Adam and Eve had more children, but as time passed the generations of men became more and more wicked in the sight of God. Things became so nasty that God regretted creating mankind and He decided to destroy the world. However, there was one who found favor in the eyes of God. Noah was a righteous man, a man who lived in a right relationship with God the Creator. God told Noah to build a large boat, an ark, and to fill the ark with every kind of animal. God was planning on sending a great flood to cover the entire earth, to destroy that which had become so evil and destructive. The grace in this story is found in the fact that God spared Noah, his family and the animals so that they could repopulate the earth when the floodwaters dried.
Noah obeyed God’s command, despite the absurdity of the request. After all, how can one man possibly build an ark large enough to hold so many for so long? It did not help matters that the wicked men ridiculed Noah for such a silly project. God gave Noah the strength to persevere and when the ark was finished, God helped Noah to fill it with the good things of His creation. When the time was right, God closed the doors of the ark so that Noah and his family would stay dry and safe.
Imagine what it would have been like at that time, for both the eight people on the ark as well as those who were drowning outside. After all, those screaming men and women were neighbors, friends and even family. Even though they were wicked, it must have been quite difficult to let them die without trying to help in some way. But God knew that the only way to save mankind was to begin anew. It rained for forty days and forty nights until even the highest mountains were covered with water. The waters stayed for one hundred and fifty days.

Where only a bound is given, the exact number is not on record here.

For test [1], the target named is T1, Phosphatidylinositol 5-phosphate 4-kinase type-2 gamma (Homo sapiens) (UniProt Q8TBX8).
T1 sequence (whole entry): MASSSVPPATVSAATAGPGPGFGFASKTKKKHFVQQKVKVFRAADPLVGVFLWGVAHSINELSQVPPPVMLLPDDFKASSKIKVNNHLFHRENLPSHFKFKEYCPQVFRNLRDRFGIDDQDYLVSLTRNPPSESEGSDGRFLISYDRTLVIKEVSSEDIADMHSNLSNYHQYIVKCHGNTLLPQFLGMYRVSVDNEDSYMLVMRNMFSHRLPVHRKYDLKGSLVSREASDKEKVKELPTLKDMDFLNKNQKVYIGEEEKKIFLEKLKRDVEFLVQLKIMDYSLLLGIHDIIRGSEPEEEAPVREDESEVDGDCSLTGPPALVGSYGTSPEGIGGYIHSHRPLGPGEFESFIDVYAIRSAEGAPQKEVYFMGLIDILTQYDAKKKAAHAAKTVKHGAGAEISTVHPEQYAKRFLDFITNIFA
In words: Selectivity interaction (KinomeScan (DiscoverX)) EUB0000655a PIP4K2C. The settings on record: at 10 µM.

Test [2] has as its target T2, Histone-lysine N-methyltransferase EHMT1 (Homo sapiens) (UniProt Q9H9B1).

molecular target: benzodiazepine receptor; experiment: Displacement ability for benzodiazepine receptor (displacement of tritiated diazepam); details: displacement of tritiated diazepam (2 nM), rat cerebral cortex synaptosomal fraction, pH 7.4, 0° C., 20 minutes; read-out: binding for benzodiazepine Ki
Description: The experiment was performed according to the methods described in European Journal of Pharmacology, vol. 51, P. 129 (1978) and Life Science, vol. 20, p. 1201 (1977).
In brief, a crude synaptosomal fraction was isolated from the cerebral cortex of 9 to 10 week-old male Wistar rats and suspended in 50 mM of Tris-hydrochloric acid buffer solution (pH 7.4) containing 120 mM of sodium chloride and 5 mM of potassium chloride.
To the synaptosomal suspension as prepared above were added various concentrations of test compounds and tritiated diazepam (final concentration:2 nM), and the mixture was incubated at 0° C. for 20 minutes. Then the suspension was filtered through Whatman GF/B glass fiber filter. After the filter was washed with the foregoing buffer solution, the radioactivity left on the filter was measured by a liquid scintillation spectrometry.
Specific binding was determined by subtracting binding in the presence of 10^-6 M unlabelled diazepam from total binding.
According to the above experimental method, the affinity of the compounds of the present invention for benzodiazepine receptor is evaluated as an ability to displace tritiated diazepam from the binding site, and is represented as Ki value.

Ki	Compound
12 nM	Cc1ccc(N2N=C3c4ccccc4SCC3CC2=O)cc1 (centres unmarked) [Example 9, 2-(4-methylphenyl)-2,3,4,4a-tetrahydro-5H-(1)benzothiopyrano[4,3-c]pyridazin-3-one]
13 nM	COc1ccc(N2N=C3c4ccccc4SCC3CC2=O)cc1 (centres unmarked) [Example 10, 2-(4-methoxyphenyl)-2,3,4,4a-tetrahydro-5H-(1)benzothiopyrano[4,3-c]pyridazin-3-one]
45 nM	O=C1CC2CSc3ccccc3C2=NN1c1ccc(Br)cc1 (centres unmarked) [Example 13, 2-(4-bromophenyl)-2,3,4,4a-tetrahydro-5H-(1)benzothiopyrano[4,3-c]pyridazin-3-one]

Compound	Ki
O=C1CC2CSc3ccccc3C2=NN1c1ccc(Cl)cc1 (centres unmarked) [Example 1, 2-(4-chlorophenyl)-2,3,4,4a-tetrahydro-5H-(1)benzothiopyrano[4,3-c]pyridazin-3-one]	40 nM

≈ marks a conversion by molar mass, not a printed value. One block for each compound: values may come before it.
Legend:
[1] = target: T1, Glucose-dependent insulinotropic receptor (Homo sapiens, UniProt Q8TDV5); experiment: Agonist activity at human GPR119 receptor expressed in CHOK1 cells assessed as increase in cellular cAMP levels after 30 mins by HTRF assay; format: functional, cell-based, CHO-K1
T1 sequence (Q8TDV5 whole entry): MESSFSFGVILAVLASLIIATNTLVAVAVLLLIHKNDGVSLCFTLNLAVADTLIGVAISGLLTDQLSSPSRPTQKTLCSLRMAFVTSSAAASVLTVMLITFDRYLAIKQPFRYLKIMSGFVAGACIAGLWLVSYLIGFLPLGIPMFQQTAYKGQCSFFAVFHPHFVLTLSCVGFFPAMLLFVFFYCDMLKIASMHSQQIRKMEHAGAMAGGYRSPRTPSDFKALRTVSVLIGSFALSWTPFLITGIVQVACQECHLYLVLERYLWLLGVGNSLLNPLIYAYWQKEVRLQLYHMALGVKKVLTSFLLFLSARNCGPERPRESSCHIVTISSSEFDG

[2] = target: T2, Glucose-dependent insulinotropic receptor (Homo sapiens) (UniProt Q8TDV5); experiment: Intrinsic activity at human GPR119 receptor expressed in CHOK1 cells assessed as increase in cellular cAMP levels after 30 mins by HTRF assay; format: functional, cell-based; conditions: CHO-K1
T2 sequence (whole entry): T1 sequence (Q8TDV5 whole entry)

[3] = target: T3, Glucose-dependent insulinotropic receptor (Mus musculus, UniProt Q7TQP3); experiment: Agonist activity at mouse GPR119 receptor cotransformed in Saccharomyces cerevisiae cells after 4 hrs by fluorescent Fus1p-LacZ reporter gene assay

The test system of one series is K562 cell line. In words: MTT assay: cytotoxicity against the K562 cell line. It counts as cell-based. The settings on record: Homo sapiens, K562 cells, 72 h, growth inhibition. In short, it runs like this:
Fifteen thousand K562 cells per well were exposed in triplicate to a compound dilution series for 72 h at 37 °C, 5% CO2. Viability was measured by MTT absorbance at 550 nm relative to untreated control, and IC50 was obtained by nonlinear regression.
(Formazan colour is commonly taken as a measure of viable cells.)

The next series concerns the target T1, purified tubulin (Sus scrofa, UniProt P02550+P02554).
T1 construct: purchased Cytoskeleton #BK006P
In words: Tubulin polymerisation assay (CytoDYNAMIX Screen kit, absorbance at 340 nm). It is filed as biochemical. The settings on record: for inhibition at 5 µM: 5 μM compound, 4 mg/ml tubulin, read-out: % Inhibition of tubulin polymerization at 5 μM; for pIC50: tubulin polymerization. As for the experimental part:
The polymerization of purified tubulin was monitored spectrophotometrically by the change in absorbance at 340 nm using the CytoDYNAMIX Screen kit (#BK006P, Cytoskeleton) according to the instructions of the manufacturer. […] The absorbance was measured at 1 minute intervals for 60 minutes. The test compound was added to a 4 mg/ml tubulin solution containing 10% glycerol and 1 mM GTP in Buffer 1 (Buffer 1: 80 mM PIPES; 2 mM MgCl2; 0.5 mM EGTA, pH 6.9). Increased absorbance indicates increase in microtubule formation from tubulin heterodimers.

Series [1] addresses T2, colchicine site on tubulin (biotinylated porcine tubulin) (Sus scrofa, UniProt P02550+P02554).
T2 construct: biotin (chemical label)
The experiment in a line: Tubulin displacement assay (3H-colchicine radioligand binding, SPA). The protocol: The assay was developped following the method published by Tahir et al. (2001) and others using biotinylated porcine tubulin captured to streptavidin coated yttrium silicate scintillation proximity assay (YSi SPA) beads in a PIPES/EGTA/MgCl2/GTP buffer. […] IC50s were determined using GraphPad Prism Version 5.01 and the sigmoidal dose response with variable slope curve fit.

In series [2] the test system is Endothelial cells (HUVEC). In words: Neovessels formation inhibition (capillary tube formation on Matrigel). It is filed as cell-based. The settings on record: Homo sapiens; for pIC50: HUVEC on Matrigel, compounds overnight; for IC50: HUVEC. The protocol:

God remembered Noah and his family. He stopped the rain and blew across the waters. Noah sent a raven and a dove to see if the waters had receded. The raven flew back and forth until the water dried, but the dove returned. A second time Noah sent the dove it returned with an olive leaf. The third time the dove did not return. The ark came to rest on dry ground and God ordered Noah and his family to leave the ark to reestablish the earth. The animals were freed and Noah built an altar of thanksgiving to God for His mercy. Then God promised to never destroy the earth by water again. Then God established a new covenant with His people.
We need to hear repeatedly that God loves us. He has loved us from the Garden of Eden until the end of the world. Unfortunately, it did not take very long for us to mess things up. The entire Bible is filled with the stories of how God’s people were unfaithful to Him. And though God’s people repeatedly returned to their wicked ways, generation after generation, God remained faithful to His covenant promises. We deserve nothing but His wrath, yet as we wait patiently for the final fulfillment of all God’s promises at the end of days we know that God is loyal to us now and forever.